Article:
Montpellier’s Prison Island experience is based on the French TV series Fort Boyard, where teams are put to the test to solve clues in order to escape a faux prison. Teammates are given tactical, technical and physical challenges to complete against the clock. The better you perform during a challenge, the more points you score. In the corridors, screens allow you to follow your score in real time and compare your progress with the other teams in jail. The venue in Mauguio is only the second one to open in France after Lille, and costs €17 (£15) for 60 minutes.
Ever fancied dressing up like a Viking and learning how to throw an axe? Now you can, thanks to Florent Maréchal, owner of Lance Ta Hache (Throw Your Axe). Having returned from Canada where he stumbled across axe throwing at Rage in Montreal, Maréchal decided to bring the concept back to Montpellier in Castelnau-le-Lez (tram stop La Galine on line #2), where it has become a runaway hit. Staff give guests safety instructions and training beforehand and then teach them how to throw an axe at a target in a box cage. There are three axes to choose from: the Tomahawk, the Zombie Hunter and the Bertha. The objective is like a game of darts – to score as many points as possible in five throws.
“After two or three throws, you get caught up in the game. It becomes addictive,” says Maréchal. A session for up to three people costs €51 (£45).
Instead of salivating over delicious desserts in the bakery window, why not attend a patisserie class and learn how to make your own? If you’re a macaron fiend, learn the art of macaron making with a two-hour lesson at Maison Roux on rue du Cheval Vert (€120 (£106) for two people) or L’Atelier d’Eléonore on Boulevard des Arceaux (€80 (£70.50), with the price per person reduced for larger groups). For other delectable pastries, head to a class at L’Atelier de l’Epicure on rue Durand (€65 (£57.25)), Passion Délices on Avenue de l’Europe (€50 (£44)) or Vanille ou Chocolat on rue de las Sorbes (€35 (£31)).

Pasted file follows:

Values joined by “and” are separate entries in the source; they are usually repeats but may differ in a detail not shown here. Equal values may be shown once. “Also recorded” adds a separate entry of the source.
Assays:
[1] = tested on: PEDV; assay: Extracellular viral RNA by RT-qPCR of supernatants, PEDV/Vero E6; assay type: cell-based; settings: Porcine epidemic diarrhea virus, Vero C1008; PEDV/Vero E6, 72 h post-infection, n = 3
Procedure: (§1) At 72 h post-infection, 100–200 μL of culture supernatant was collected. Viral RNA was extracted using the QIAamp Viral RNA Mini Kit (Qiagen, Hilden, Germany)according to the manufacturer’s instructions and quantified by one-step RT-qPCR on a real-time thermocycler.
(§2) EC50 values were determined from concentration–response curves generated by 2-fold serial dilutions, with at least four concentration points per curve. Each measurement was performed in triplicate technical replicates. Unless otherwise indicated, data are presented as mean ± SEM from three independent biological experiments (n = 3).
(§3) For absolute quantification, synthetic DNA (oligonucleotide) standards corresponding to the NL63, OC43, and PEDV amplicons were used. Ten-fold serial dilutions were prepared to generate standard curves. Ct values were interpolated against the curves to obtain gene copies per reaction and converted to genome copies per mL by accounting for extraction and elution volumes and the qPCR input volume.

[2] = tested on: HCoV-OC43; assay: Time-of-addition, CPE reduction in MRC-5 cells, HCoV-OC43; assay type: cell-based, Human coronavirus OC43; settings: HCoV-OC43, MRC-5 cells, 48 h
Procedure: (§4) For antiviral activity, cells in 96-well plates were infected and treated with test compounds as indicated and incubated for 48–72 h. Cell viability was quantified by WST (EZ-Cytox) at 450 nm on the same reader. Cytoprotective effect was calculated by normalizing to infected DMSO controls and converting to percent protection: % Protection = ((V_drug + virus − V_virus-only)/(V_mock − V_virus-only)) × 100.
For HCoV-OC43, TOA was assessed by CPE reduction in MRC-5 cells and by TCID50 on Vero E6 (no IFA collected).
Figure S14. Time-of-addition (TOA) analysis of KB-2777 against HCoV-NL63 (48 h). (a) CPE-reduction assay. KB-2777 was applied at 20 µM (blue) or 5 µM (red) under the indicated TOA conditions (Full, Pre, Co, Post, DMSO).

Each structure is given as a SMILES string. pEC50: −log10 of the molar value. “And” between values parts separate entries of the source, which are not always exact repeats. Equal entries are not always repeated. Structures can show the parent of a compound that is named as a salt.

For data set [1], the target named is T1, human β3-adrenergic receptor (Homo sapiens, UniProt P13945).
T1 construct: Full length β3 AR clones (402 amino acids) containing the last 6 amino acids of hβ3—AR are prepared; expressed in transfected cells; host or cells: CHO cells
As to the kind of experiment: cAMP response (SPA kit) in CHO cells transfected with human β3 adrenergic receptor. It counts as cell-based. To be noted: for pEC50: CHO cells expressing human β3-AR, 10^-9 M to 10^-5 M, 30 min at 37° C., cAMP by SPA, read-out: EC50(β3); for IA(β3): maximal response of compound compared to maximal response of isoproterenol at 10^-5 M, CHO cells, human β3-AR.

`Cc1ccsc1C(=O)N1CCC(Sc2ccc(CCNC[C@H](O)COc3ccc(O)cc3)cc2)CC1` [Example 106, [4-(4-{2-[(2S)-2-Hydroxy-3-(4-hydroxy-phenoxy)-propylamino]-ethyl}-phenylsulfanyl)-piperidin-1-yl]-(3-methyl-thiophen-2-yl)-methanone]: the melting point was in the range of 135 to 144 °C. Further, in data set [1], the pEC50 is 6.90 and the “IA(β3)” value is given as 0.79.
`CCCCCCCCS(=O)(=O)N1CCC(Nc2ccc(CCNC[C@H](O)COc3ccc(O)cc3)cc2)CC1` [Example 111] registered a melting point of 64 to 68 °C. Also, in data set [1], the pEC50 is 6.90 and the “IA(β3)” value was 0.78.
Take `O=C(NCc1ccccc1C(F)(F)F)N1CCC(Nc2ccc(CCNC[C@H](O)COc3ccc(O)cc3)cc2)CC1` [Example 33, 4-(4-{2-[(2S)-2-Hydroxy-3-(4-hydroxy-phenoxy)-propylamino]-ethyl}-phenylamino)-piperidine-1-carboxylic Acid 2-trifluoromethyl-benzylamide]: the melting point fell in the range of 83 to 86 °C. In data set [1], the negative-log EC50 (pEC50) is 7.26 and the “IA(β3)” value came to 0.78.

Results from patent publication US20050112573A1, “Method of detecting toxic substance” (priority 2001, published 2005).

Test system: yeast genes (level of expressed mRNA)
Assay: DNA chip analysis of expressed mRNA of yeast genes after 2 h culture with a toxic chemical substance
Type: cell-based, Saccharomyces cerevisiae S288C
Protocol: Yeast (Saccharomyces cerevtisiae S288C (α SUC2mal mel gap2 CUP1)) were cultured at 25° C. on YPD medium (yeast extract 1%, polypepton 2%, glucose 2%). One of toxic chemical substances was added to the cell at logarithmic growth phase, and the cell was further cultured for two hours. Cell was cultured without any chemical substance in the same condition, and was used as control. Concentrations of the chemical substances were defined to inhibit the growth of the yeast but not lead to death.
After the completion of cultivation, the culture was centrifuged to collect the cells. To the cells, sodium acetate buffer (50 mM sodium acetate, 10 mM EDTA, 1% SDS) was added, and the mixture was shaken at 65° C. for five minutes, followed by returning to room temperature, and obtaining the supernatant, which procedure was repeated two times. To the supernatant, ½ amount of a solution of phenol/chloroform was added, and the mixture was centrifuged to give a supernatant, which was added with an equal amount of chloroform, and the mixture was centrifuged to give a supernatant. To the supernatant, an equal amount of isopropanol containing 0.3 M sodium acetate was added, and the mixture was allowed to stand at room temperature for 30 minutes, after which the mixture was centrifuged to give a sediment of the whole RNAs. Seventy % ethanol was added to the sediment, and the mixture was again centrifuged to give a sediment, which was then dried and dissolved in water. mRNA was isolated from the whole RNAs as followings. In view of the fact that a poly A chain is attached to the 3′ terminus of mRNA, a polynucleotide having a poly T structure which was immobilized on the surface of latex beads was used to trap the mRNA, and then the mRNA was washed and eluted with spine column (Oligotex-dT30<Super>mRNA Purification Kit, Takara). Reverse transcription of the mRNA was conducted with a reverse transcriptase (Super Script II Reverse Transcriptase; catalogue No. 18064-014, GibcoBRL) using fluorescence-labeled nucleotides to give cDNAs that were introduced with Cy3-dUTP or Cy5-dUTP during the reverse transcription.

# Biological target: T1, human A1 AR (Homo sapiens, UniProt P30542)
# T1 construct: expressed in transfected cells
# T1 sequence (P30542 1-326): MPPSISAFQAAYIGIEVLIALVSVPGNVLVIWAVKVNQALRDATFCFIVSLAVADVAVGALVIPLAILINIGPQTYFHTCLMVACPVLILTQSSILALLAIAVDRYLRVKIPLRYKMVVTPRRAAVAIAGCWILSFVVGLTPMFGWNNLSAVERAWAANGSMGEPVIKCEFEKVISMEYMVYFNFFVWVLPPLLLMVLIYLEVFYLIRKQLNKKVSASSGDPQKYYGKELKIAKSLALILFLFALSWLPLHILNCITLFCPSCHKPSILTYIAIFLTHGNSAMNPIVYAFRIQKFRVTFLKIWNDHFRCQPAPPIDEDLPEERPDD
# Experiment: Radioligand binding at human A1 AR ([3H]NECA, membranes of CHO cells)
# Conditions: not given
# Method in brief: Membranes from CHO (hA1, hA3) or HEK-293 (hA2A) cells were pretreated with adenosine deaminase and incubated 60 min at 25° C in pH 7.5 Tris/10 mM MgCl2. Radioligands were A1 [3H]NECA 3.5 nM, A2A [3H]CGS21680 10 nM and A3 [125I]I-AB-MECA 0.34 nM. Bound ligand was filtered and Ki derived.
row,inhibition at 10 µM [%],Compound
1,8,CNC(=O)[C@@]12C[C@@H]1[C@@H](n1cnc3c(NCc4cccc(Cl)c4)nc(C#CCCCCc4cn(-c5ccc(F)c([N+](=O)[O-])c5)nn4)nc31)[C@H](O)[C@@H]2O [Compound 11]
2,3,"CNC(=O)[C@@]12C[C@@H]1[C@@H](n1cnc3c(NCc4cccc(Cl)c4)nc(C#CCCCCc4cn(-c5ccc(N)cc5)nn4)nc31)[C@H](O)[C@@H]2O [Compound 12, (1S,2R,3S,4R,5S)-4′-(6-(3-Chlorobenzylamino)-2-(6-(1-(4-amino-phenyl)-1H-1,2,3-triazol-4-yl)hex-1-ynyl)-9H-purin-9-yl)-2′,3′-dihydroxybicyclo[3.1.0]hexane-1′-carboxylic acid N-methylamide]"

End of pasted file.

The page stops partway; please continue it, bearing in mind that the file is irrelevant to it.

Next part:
Tristan Auffray, co-founder of Maxxi Beignet, employs 100 staff who sell ice cream, coffee, doughnuts and chou chou (toffee peanuts) on the beach – their recognisable red carts have become a staple of beach days around Montpellier. “I’ve got a sweet tooth, so it’s hard to stay in shape when deciding on toppings for my doughnuts, but my favourites are Tropézienne–style, based on the tarte de Saint-Tropez dessert pastry (filled brioche); the doughnuts sold on La Grande-Motte Beach; and those found at Loulou Beignet, in Palavas.”
Bring together physical wellness and culture by taking part in a pilates class surrounded by artworks. The Musée Fabre – which holds an extensive collection of art from the 15th century onwards – hosts a one-hour pilates class once a month (except during school holidays) with Marie Pargneaux of Esprit Pilates. “I have been a pilates teacher for five years. I trained in contemporary dance and studied cultural mediation at university, which gave me the idea of organising pilates sessions in cultural spaces, bridging the gap between the movement of the body and art,” says Pargneaux.
For a rare glimpse into life in Montpellier during the 13th century, visit the remnants of a Medieval synagogue and its ceremonial bath (mikvah) on rue de la Barralerie. The listed historical monument is accessible only by guided tour with the tourist office but offers a rare glimpse into what life was like in the town and the role the Jewish community has played in the development of Montpellier. The mikvah is situated in the heart of what was once the Jewish quarter, and is one of the best preserved in Europe. To get here, take tramline #1 or #2 to Comédie.